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A brief word on the end of ContactPoint

While we were away the new Government enacted one the most important stages in its promised moves towards restoring privacy in Britain.

Child-computer At noon on Friday 6th August the ContactPoint database was switched off.

A £224 million system that contained the names, ages, addresses, schools, GPs and several other private and personal details of 11 million children in the UK, disappeared at the flick of a button.

In advance of the move, Children's Minister Tim Loughton – with whom we have not always seen eye-to-eye – voiced a number of our stated concerns when speaking to the BBC:

“We don’t think that spreading very thinly a resource which contains details of all 11million children in the entire country, more than 90 per cent of whom will never come into contact with children’s services, is the best way of safeguarding children.

"This is a surrogate ID card scheme for children, by the back door, and we just don’t think it’s necessary.”

But unsurprisingly (especially when it comes to the thorny issue of child safety) the critics have been out in force. While the NSPCC criticised the apparent lack of a replacement system, the shadow minister Delyth Morgan called the decision "short-sighted", and articles such as "Choosing data protection over child protection" in the Independent didn't help much either.

But while the critics try and strike fear into parents and children, the important thing to remember is that the system didn't work.

Deloitte's official (Whitehall sanctioned) report suggested young people could be put at "greater risk" by ContactPoint. FOI responses revealed that several councils had had massive trouble with the system, Surrey even describing at as "not stable". And the Joseph Rowntree Reform Trust had labelled it "almost certainly illegal".

And that is before you consider that no parent, and perhaps more importantly, no child had ever been asked if they wanted to be put on the database in the first place.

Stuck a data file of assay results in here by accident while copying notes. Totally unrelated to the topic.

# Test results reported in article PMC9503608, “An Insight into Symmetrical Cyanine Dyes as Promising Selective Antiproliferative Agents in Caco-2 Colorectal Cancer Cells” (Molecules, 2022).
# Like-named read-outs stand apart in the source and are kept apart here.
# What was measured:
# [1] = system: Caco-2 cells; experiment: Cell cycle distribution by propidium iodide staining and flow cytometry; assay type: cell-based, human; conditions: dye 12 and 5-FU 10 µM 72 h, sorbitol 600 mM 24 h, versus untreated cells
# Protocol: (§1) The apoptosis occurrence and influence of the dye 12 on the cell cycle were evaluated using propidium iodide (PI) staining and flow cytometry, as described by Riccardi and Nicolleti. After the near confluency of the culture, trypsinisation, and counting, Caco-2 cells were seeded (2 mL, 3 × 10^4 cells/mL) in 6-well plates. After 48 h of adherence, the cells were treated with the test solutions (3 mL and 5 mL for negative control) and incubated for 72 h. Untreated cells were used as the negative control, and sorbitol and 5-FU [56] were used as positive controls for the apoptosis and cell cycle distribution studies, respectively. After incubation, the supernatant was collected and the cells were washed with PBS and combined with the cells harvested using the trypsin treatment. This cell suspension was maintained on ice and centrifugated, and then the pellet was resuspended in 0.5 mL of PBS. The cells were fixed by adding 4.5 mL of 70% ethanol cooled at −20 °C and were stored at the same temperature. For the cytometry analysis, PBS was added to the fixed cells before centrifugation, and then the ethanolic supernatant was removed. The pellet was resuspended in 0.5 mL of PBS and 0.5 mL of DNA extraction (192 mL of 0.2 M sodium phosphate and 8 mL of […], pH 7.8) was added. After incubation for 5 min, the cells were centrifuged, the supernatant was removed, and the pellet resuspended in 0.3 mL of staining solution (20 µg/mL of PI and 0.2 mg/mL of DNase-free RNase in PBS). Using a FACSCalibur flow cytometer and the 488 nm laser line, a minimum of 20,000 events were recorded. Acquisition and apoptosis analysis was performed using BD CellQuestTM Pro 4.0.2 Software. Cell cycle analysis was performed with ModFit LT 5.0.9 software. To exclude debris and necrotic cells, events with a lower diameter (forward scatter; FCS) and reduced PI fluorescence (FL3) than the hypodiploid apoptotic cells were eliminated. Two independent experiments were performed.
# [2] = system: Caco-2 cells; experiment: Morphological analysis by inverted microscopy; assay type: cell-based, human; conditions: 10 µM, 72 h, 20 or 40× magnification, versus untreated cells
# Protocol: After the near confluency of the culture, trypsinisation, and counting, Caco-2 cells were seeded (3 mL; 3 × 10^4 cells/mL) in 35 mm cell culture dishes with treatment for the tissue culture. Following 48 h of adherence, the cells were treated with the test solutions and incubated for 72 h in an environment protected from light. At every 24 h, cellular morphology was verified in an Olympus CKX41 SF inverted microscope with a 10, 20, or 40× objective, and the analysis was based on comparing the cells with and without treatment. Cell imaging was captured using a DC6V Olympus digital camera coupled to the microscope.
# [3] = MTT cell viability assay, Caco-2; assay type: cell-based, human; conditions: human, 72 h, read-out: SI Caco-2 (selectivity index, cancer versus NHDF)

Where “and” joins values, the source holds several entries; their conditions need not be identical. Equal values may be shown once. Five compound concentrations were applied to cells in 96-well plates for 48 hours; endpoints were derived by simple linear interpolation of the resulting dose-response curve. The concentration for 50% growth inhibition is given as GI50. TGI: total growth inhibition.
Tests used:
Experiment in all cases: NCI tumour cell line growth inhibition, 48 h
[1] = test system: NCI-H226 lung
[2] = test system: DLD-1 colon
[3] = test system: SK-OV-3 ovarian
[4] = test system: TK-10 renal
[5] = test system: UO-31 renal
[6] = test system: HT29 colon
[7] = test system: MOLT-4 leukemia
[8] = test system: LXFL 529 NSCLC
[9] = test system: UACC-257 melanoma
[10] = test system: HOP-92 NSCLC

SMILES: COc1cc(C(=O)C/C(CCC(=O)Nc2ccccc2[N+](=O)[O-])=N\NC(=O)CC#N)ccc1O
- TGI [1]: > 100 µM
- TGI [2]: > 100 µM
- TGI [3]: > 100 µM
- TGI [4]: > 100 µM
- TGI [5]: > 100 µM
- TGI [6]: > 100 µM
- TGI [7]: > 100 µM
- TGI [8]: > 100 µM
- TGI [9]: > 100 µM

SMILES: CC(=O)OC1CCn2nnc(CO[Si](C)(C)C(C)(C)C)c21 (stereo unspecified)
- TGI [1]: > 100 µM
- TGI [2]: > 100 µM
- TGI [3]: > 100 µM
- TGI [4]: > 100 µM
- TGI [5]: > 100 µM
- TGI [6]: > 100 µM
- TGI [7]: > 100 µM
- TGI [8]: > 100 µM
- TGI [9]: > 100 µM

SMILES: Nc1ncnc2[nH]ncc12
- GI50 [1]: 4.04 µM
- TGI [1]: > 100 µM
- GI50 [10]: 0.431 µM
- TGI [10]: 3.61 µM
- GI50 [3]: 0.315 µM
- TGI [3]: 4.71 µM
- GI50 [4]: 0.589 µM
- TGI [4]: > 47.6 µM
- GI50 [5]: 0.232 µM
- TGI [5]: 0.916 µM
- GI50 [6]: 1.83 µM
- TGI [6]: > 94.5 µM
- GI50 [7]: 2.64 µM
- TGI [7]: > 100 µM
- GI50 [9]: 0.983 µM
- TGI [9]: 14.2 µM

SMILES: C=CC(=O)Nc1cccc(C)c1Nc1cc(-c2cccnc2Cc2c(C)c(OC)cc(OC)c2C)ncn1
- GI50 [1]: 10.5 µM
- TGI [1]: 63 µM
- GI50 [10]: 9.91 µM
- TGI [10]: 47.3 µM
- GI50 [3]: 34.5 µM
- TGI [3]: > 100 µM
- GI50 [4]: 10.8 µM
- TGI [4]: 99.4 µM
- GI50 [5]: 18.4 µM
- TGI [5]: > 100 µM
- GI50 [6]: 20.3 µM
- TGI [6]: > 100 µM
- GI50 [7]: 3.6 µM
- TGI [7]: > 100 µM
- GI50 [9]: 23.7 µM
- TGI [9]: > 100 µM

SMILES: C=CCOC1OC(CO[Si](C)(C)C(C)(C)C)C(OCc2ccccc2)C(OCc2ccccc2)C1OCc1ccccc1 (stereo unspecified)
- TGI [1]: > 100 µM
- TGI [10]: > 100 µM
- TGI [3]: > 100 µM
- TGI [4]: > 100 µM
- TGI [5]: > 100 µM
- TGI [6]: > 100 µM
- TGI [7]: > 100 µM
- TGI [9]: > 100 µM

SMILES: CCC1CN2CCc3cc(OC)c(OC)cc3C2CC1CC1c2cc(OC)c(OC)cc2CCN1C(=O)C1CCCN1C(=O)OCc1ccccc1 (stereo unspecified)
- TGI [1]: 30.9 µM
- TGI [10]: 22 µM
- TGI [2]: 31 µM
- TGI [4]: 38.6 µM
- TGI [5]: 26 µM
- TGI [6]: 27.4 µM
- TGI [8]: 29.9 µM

The only thing worse than an unwieldy state database that opens up the personal details of millions of children, is one that is deeply flawed and dangerously unstable. Good riddance to ContactPoint.

By Dylan Sharpe

Posted on by Big Brother Watch Posted in Databases, Privacy

3 Responses to A brief word on the end of ContactPoint

  1. Dave

    The welfare of children seems to be the favourite pretext for state intrusion into and control over the life of all.

  2. Sheila Struthers

    I really *want* to believe Mr Loughton…
    In Scotland we have had our own version of this and now have an SNP administration administering Blairite EU tosh so beware of the Condems refering to “prize-winning” policy from Scotland:
    This Times article from 2003 – ID card scheme for babies to help prevent child abuse – is where we were…
    http://www.timesonline.co.uk/tol/news/uk/scotland/article1111199.ece
    This is where we are…
    Getting it right for every child – gathering information for every citizen
    http://www.forhighlandschildren.org/htm/girfec/gir-publications/phnr-separate-forms&guidance-aug09/phnr-contents-list.pdf
    eCare – frame 17 speaks for itself
    http://www.scotland.gov.uk/Resource/Doc/924/0009673.pdf

  3. Sheila Struthers

    Contact point ( and the rest of the Every Child matters agenda) was/is constantly presented as having been developed as a result of the the Laming report (published on 28 January 2003) on the death of Victoria Climbié.
    This is untrue and a disgusting exploitation of her death.
    Privacy and data-sharing: the way forward for public services – a performance and innovation report dated 2002 – was published by the Blair UK Government and set out (among other intended reforms) changes to children’s services which the public and professionals were led to believe were being instigated as a result of the Laming report.
    http://www.cabinetoffice.gov.uk/media/cabinetoffice/strategy/assets/piu%20data.pdf
    In turn, all these policies are part of the European e-government agenda which emerged from Lisbon in 2000.
    http://www.epractice.eu/en/news/283629

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